particles which consist of small individual crystals. The solubility of the α hemihydrate in water at 20 °C is 0.88 g/100g solution and that of the β hemihydrate is 0.67 g/100mℓ solution. Figure 2.4 showed the crystal structure,
(Bezou et al., 1995).
Anhydrite (CaSO4)
The anhydrite (dead burned gypsum) exists in three phases (Hand, 1997):
a. soluble calcium sulphate anhydrite ( γ -CaSO4) (crystal structure
for γ -CaSO4 is given in figure 2.3, Bezou et al, 1995),
b. insoluble calcium sulphate anhydrite ( β -CaSO4)
c. high temperature calcium sulphate anhydrite phase ( α -CaSO4).
Insoluble anhydrite has the same crystal structure as the mineral and is
obtained upon complete dehydration of the calcium sulphate dihydrate above
200 °C. It is used in cement formulations and as a paper filter (Ball and
Norwood, 1969).
Soluble anhydrite is obtained in granular or powder form by complete
dehydration of the calcium sulphate dihydrate above 120 °C. Because of its
strong tendency to absorb moisture, soluble anhydrite is useful as a drying
agent for solids, organic liquids and gases (Ball and Norwood, 1969).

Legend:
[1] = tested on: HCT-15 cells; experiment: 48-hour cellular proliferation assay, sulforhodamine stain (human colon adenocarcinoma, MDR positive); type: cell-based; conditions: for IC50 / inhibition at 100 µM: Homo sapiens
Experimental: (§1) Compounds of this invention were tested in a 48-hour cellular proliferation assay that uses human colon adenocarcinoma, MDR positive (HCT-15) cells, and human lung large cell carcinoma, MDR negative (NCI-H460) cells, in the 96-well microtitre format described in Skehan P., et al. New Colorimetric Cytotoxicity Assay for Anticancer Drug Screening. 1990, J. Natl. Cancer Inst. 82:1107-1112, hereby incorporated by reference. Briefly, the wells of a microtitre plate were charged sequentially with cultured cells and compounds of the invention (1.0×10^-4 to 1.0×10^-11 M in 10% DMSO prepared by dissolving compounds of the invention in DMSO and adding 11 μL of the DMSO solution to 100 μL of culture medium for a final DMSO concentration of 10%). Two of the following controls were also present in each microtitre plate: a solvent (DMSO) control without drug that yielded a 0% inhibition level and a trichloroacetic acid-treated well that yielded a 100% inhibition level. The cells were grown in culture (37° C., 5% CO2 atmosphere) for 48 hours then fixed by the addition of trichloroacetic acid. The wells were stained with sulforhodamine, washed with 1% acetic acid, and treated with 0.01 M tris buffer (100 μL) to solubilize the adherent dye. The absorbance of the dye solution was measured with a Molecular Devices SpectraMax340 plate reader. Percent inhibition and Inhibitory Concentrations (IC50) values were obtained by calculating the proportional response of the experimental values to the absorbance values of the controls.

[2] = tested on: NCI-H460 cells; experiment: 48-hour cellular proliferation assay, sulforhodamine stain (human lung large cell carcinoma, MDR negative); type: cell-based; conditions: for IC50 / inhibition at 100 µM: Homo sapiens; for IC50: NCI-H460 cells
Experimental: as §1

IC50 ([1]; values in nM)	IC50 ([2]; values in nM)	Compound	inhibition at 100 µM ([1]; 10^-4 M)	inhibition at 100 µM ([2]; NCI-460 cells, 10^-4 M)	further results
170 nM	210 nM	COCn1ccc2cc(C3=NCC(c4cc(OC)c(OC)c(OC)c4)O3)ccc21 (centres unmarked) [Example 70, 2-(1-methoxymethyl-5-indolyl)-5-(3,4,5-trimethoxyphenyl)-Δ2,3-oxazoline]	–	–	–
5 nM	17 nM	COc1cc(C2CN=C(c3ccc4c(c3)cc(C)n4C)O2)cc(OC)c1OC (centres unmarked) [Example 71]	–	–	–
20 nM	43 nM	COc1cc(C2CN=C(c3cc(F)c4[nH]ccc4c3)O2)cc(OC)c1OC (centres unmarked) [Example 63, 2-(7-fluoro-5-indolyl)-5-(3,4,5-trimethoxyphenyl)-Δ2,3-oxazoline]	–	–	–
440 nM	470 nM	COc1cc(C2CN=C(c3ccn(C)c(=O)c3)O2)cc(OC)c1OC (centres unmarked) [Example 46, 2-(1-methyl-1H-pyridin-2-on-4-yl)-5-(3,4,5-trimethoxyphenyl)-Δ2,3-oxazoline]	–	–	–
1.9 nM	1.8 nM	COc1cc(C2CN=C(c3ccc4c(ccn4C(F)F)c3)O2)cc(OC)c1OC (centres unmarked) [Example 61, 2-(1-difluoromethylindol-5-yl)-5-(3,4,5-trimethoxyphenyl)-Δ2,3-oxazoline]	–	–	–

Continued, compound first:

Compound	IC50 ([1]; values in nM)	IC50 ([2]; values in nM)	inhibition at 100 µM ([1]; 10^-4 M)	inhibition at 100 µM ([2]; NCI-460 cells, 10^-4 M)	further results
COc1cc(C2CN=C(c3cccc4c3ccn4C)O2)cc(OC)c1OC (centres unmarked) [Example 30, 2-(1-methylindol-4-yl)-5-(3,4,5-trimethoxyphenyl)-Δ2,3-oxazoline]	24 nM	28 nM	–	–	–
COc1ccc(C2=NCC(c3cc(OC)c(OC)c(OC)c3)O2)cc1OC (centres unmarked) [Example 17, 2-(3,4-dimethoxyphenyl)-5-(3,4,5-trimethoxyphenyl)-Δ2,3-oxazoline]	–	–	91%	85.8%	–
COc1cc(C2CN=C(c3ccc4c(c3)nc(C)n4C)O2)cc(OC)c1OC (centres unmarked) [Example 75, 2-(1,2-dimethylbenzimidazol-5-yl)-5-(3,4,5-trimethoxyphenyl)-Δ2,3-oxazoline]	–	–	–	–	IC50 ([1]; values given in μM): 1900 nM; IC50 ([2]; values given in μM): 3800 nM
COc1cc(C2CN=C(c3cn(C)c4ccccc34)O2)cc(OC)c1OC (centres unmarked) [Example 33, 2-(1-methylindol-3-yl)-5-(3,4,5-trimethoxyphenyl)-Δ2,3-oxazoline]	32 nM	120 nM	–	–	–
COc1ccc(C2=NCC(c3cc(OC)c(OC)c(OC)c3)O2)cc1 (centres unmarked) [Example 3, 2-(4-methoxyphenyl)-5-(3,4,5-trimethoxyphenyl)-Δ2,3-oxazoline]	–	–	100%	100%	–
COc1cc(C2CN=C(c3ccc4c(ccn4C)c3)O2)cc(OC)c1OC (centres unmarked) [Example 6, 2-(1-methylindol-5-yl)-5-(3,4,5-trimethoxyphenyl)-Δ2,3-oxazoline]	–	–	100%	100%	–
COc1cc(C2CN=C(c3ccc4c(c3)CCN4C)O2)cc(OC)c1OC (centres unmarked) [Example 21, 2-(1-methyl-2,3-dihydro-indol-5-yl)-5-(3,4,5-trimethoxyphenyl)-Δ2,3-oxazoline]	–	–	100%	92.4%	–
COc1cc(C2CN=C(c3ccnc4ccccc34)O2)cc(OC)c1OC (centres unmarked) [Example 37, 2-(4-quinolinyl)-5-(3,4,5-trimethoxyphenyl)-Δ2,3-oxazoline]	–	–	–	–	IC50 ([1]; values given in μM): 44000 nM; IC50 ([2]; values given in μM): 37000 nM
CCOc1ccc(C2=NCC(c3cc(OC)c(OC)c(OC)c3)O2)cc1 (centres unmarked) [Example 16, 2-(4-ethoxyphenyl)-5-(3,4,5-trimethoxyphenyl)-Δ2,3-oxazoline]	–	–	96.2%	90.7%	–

The high temperature calcium sulphate anhydrite is insoluble in water and
exists at temperatures above 1 180 °C (Wirsching 1978).
Dihydrate (CaSO4.2H2O)
The dihydrate occurs in nature as a fine grained, compact mass of small
crystals (crystal structure is indicated in Figure 2.5, Atoji and Rundle, 1958). It
is used in the manufacturing of Portland cement, in soil treatment to neutralise
alkali carbonates and to prevent loss of volatile compounds and for the
manufacturing of Plaster of Paris as a white pigment (Ball and Norwood,
1969). The dihydrate is soluble in water and practically insoluble in most
organic solvents. Its solubility in water is 0.21g/100g solution.
Figure 2.3
Crystal structure of γ -CaSO4 (Bezou et al, 1995)
Figure 2.4
Crystal structure of CaSO4.0.5H2O (Bezou et al, 1995)
Figure 2.5
Crystal structure of CaSO4.2H2O (Atoji and Rundle, 1958)
Hydrogen sulphide (H2S) is a highly toxic, corrosive and malodorous gas.
Besides its other bad habits, it also deactivates industrial catalysts. H2S is
commonly found in natural gas and is also a by-product at oil refineries.
If water comes into contact with gas streams containing hydrogen sulphide it